We’ve actually tried this beer before, and we’d have to say it’s probably one of the standout beers for this brewery. Served in a beer goblet the cloudy amber-orange pour toiled hard for a minimal white head that collapses instantly leaving no head at all. Plenty of citric characters on offer in the aroma, lemon warheads, orange and esters come forward the strongest. Along with a subtle funkiness are yeasty undertones of clove, banana lollies, sugar and orange tang. In the mouth it feels slick with an oily texture. Mild-medium carbonation and medium body. Upfront we detect soft citrus notes with subtle hints of spice and grain. The yeasty mid-palate yields flavours of banana and honey which is followed by a light fruity finish with average length. We would have to say we’re quite surprised by how well the 7.6% ABV is hidden, only a very subtle hint in the aroma was enough to have us double checking. As we mentioned earlier, we have had some really average beers from this brewery but this one is different, lots of tasty Belgian characters in here. Not bad at all.
“Troubadour Obscura is a dark red-brown colored beer, with a rich, malty body combined with different touches of a stout but in a very nice balanced way: roast, chocolate, coffee, vanilla. A mild stout with a Belgian body!”
This isn’t a Trappist ale but it has all the hallmarks of one. Served in a beer tulip it’s offering a dark mahogany appearance with a tight 2 finger beige head that retains quite well, omitting some healthy lace trails as we imbibe. The aroma is emanating all of those gorgeous yeasty notes such as dates, dried fruits, apricot, cognac, roasted malts, sourdough and spice. Maybe a faint hint of pine or cedar wood in there too. This is certainly a quality Belgian ale aroma. In the mouth it feels creamy and full bodied. Mildly carbonated which is really adding to the high drink ability. Initially the tongue is met with some warming booze (8.5% ABV) with roasted malts, raisins and subtle hops developing in the mid-palate. It finishes sweet with earthy hints that linger nicely on the back end. Good length. We can definitely say this is a potent, but a highly enjoyable sipping beer. There is no brewery in the world that can brew this kind of quality beer as good as the Belgians. Respect.
“Blanche Neige” meaning Snow White in French, is 1 of dozens of very carefully crafted beers from this immensely unique and quite outlandish brewery from Québec, Canada. Really cool artwork on all their labels too, sort of fairy tale-esque.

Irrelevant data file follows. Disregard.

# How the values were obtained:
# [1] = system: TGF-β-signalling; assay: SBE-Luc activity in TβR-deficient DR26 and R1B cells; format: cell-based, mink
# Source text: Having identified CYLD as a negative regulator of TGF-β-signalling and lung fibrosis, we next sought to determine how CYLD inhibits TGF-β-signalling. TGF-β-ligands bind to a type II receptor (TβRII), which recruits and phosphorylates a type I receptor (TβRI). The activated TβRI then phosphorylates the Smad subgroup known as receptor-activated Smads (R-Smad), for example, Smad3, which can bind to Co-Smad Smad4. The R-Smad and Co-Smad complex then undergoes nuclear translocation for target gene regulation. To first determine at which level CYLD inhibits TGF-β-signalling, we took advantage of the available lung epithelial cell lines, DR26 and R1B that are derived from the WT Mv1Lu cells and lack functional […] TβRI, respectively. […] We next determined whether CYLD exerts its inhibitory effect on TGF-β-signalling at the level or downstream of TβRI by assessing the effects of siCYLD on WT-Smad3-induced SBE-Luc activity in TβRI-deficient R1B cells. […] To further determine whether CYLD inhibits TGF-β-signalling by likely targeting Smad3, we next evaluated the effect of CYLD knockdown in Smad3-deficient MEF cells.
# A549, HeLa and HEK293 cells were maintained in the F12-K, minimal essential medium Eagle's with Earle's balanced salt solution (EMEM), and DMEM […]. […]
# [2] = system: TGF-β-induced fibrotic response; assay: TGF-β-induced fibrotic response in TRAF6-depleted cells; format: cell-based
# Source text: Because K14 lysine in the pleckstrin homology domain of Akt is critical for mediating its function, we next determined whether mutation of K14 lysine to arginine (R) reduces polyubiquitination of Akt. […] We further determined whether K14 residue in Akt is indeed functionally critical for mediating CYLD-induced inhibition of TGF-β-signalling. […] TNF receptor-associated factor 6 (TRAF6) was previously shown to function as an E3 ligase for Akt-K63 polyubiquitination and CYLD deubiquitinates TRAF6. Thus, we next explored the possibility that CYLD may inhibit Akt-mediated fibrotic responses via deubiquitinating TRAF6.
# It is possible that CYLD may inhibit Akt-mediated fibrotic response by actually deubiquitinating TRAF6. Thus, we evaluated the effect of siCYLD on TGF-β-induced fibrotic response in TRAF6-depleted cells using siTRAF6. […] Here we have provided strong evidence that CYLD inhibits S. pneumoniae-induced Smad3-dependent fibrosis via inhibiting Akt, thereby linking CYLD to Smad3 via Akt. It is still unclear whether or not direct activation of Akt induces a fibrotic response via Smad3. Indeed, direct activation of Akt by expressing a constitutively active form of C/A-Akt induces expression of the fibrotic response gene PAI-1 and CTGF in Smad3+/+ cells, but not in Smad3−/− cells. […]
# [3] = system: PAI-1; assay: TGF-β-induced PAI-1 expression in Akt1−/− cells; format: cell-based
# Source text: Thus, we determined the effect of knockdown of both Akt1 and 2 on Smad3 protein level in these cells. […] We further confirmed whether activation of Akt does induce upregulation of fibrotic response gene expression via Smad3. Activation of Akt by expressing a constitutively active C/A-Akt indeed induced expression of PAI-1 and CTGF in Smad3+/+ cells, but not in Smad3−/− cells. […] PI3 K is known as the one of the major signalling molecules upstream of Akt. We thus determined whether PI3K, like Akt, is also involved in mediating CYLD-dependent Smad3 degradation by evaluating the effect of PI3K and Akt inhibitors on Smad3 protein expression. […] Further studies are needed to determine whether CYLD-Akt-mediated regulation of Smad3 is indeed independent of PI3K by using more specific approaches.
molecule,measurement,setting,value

So we served this beer in a Weizen glass and we see a hazy straw gold appearance with a visible presence of suspended sediment. Carbonation looks good with a few continuous streams of bubbles rising up to the 1 finger white crown that steadily reduced to a fine layer on top. Laced well. Lots of Oriental-style spices meet the olfactory’s initially I.e cinnamon, clove, nutmeg, star anise and peppercorns. A mild tangy sweetness along with banana, bubble gum, marmalade and muted alcohol slightly offsets the dominant spices. In the mouth it’s silky smooth with mild-moderate fizz. Medium bodied. Much like the aroma, the palate initiates with a firm spiciness coupled with a subtle alcohol warmth. Spices carry forward through the mid as the alcohol (8.3%) gradually morphs from a warmth into a slight sting. Rounding it off is a soft fruity finish with lingering hints of banana and spice on the rear-palate, displaying decent length. Quite the perfect light winter warmer this one, packed full of earthy spices and alcohol warmth but balanced with the lighter fruity notes. Like a Witbier on steroids. Not bad.
“Leffe Radieuse is an amber-coloured beer, rich in flavour and deliciously refined. Its complex taste is particularly enjoyed by true connoisseurs”.
This beer is a staple. For any craft beer enthusiast, if you haven’t yet wrapped your lips around one of these beauties go out and do yourself a favour and try one. Served in a beer tulip the deep ruby red pour produced a pillowy 1 and a half finger head that retains well. Good lacing. The nose is gleaming with slightly tart berries, esters, caramel, candy, cherry and raisin. The mouth feel is slightly frothy with medium carbonation and full body. Upfront there is a lovely malt sweetness with a candy-like element, namely flavours such as raspberry, cherry and strawberry combine with a complex presence of warming alcohol and sugary raisin. The mid-palate produces a soft spicy profile while the finish boasts a zesty and slightly earthy character that leaves a nice touch of alcohol warmth sitting on the tongue. At 8.2% ABV there is a subtle astringency but the flavours going on marry together so well that you don’t even realize. Brilliant example of Belgian Abbey brewing. Well contained sweetness and candi sugars with a firm malt backbone. Delicious!